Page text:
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Biological Control : A Guide to Natural Enemies in North America Anthony Shelton, Ph.D., Professor of Entomology, Cornell University

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Chamaesphecia hungarica
(Lepidoptera: Sesiidae)

by Rich Hansen, USDA-APHIS-PPQ, Forestry Sciences Lab, Montana State University, Bozeman, MT 59717-0278.

Leafy spurge is an Eurasian perennial that was introduced into North America in the 19th century. It infests several million hectares of rangelands and riparian areas in the United States and is a serious pest across the northern Great Plains where it displaces desirable grasses and forbs normally consumed by foraging cattle. Cattle and horses usually avoid leafy spurge, but should they eat it, its milky latex may cause sickness and even death. Annual direct and indirect economic losses due to leafy spurge infestation in Montana, South Dakota, North Dakota, and Wyoming are estimated to exceed $120 million. In addition, leafy spurge forms monocultures that often displace native plants and degrade wildlife habitats.

Leafy spurge has a number of biological characteristics that have caused it to be difficult to control with herbicides, and infestations generally occur in remote areas consisting of comparatively low-value land. Thus, classical biological control is envisioned as a potentially valuable spurge management tool in North America. To date, ten Eurasian insect species have been released as biocontrol agents of leafy spurge.

Chamaespecia hungarica was originally approved for introduction into the United States in 1993. It has been released at several leafy spurge-infested sites in Montana and North Dakota.


The adult moth is 10-14 mm in length, and generally dark brown with yellow markings. The wings are mostly clear, with dark margins and brown and yellow markings. Antennae are about half as long as the body and dark; the legs are yellow with brown markings. C. hungarica larvae are found in leafy spurge roots. They are typical caterpillars reaching up to 15 mm in length; the body is generally white or somewhat yellowish in color.


Leafy spurge-infested grasslands.

Pests attacked

The host range of C. hungarica appears restricted to plants in the subgenus Esula of the genus Euphorbia. In Europe, this beetle feeds on leafy spurge and several other closely-related spurge species. There are a few native Euphorbia spp. in the U.S. that could potentially be hosts for C. hungarica, though no feeding has yet been documented under field conditions. C. hungarica will not feed on poinsettia (Euphorbia pulcherrima), and crop species and native plants outside the genus Euphorbia will not be attacked.

Life cycle

Life cycle information is based on observations in the insect's native European habitats; little information on the biology of C. hungarica under North American field conditions is available.

Adult moths are present in early to mid-summer. After mating, females lay single eggs on leafy spurge stems, leaves, and flowers; generally, 100-200 eggs are laid by each female. Newly-hatched larvae bore into a spurge stem and tunnel down the stem into the roots. Larvae feed within the roots, overwinter, and resume development the following spring. In late spring, the mature caterpillar tunnels up inside a leafy spurge stem until slightly above the soil surface, chews an exit hole, and pupates within the stem. The newly-emerged adult moth then crawls out through the exit hole. There is one generation per year in central Europe.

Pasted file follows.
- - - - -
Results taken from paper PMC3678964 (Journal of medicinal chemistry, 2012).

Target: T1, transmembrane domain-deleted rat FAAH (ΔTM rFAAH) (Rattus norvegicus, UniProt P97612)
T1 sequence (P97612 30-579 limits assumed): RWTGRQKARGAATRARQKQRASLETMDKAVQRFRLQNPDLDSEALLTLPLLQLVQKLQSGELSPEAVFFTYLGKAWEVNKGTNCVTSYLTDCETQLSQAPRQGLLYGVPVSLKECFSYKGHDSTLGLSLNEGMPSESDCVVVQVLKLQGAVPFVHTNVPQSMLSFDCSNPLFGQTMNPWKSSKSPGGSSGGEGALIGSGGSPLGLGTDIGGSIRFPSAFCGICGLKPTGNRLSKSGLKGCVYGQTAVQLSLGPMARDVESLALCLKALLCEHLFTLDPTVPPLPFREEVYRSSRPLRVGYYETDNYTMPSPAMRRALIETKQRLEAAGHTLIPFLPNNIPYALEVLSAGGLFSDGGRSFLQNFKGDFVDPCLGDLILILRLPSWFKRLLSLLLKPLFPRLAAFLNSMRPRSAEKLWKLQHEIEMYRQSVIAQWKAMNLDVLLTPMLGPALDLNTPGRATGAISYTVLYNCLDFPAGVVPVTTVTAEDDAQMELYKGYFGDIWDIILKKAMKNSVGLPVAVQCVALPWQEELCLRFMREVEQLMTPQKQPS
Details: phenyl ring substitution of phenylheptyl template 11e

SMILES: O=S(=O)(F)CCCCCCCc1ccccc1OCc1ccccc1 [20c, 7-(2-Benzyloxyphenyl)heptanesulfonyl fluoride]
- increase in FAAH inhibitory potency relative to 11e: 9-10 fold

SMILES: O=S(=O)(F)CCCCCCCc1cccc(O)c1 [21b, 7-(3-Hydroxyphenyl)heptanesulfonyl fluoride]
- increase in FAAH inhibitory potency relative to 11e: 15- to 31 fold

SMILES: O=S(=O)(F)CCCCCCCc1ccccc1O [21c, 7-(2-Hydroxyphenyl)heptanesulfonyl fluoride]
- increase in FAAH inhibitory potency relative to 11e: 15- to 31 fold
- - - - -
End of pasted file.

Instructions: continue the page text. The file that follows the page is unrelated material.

Relative effectiveness

In time, this species may be a useful biological control agent because it is a root feeder and because, unlike other available biocontrol agents, it may be adapted to moist and shaded habitats. However, information on its survival and host impacts under U.S. field conditions is not yet available.

Pesticide susceptibility

Not known


For general information about conservation of natural enemies, see Conservation in the Tutorial section on this site, or the Feature Article on conservation in the Midwest Biological Control News.

Commercial availability

Chamaesphecia hungarica is not yet available from public or commercial sources.


Gassman, A, and Tosevski, I. (1994) Biology and host specificity of Chamaesphecia hungarica and Ch. astatiformis (Lep.: Sesiidae), two candidates for the biological control of leafy spurge, Euphorbia esula (Euphorbiaceae) in North America. Entomophaga 39: 237-245.

Gassman, A., Tosevski, I. , and Harris, P. 1991) Chamaesphecia hungarica (Tomala) (Lepidoptera: Sesiidae): a suitable agent for the biological control of leafy spurge (Euphorbia esula L.) (Euphorbiaceae) in North America. Final report. International Institute of Biological Control, Del‚mont, Switzerland. 35 pp.

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C. hungarica adult--one of only two adults ever collected in the U.S. R.Richard

C. hungarica adult--one of only two adults ever collected in the U.S.

Photo: R.Richard

Leafy spurge-infested rangeland.

Leafy spurge.

Top: Leafy spurge-infested rangeland.

Bottom: Leafy spurge.

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